Are there any navigational conventions used for NSEW right AT the poles?

Seems to me (at any rate) that by traditional definitions, if one were to BE AT the north pole, there ceases to be any direction from where you are that is north of you, and also that there is no east or west from there; instead, every direction you could proceed in is by definition due south.

Also seems to me that navigational equipment would not appreciate that and would be totally unable to plot a course to anywhere or to make distance estimates, etc.

Is this an issue that simply never comes up due to the lack of common reasons for navigational equipment to end up right smack dab at one of the poles? Or is there a convention by which orientation and direction can be established in such a situation?

Hmm, flying OVER the north pole seems like it could be a headache also. North is under you. So is south. Oops.

While I have no specific experience with this, one could easily define one’s direction by saying which meridian one is heading along.

I wondered about this too and I looked into it a while back. I can only vaguely remember but I think they plot positions based on meridians - imagine that, looking down on the north pole you take the 0º/180º meridian as the “north/south” (or “up/down”) axis, whatever you want to call it, and the 90º/270º meridian as “east/west”/“left/right”.

Bear in mind, of course, that compasses point to the magnetic north pole which is hundreds of miles from the geographic pole.

Or just take your GPS :slight_smile:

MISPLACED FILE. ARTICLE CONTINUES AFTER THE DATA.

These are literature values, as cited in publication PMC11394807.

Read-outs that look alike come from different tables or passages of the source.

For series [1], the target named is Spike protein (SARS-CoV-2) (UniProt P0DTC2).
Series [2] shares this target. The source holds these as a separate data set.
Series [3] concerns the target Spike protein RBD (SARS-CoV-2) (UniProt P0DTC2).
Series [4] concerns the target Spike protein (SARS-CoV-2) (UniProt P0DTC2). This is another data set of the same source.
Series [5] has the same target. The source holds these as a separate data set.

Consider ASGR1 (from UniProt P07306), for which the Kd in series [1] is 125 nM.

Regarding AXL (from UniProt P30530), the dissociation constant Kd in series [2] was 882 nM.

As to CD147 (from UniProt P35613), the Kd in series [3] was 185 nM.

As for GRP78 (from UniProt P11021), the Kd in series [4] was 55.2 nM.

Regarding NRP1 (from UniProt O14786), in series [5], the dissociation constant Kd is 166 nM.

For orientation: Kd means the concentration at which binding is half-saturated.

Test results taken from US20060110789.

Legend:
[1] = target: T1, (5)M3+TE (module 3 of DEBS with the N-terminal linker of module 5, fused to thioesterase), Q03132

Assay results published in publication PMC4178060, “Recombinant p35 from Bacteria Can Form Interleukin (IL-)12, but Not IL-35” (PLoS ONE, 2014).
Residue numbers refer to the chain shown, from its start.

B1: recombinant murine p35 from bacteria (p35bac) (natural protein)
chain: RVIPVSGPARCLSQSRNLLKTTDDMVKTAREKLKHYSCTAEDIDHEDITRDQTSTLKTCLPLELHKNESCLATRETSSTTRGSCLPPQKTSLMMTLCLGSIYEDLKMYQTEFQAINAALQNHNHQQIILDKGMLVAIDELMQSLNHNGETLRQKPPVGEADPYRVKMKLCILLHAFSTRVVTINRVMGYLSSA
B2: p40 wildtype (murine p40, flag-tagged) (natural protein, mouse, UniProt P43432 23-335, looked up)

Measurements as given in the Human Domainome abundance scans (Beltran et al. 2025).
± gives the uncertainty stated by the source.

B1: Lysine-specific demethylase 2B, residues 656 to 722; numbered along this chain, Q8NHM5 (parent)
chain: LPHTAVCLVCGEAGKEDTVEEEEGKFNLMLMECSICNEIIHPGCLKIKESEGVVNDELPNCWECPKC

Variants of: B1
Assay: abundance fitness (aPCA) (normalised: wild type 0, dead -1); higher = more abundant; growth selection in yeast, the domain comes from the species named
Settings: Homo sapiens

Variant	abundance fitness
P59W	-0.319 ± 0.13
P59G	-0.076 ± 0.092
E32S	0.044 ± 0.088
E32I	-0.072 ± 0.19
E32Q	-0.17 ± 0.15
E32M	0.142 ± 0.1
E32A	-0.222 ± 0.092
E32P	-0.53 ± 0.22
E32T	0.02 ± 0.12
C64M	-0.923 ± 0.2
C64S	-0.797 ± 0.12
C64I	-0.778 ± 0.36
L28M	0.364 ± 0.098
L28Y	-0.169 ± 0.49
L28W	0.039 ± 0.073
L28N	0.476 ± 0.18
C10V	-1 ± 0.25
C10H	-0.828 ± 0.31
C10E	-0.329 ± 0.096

I started explaining geometrical alignments and decided it against it. The answer is you can only go south. For our Earth coordinate system up and down is altitude and doesn’t affect your west, east, north or south direction of travel. Study polar coordinates if you need to learn why.

Yes, grid navigation is used in the polar region. The grid north/south line is aligned with the prime meridian, and everything else is derived off of that. The magnetic compass is useless in that region. I found this article that gives more details on the procedure.

On a related topic, I never understood what was “west” about the West Antarctic ice sheet. Am I west or east of China?

From any frame of reference other than the pole, West Antarctica is, by and large, west of East Antarctica. Do a Mercator-style map (parallels and meridian-like lines through any given point are rectilinear to each other) of, e.g., Australia and Antarctica, and W.Ant. will be in the same direction from E.Ant. as Perth is from Sydney.


Not quite accurate but close enough to justify the generalization – to reach the North Pole from Canada’s northernmost military base (and settlement) at Alert, Nunavut, you fly magnetic due east on takeoff*, because the North Magnetic Pole is marginally south of geographic due west of Alert, so it’s a reasonable approximation of the truth to say that in Alert, compasses point west.

  • The appropriate compass course will vary over a ~90 degree range if one heads in a straight-line course to the Pole, as one’s position relative to the Geographic and Magnetic Poles changes.

I’ve actually been to the North Pole in a submarine back in the early 1990s.

The OP is absolutely correct. When you get very close to the North Pole, it screws up the navigation equipment. We used gyrocompasses, which attempt to point to the north celestial pole (approximately toward the North Star). When you get very close to the pole, they really get screwed up because they can’t keep up with the changing direction of north. A screwed up gyrocompass results in screwed up gyrocompass repeaters on the Ship’s Control Panel, and the helmsman is then unable to steer a straight course.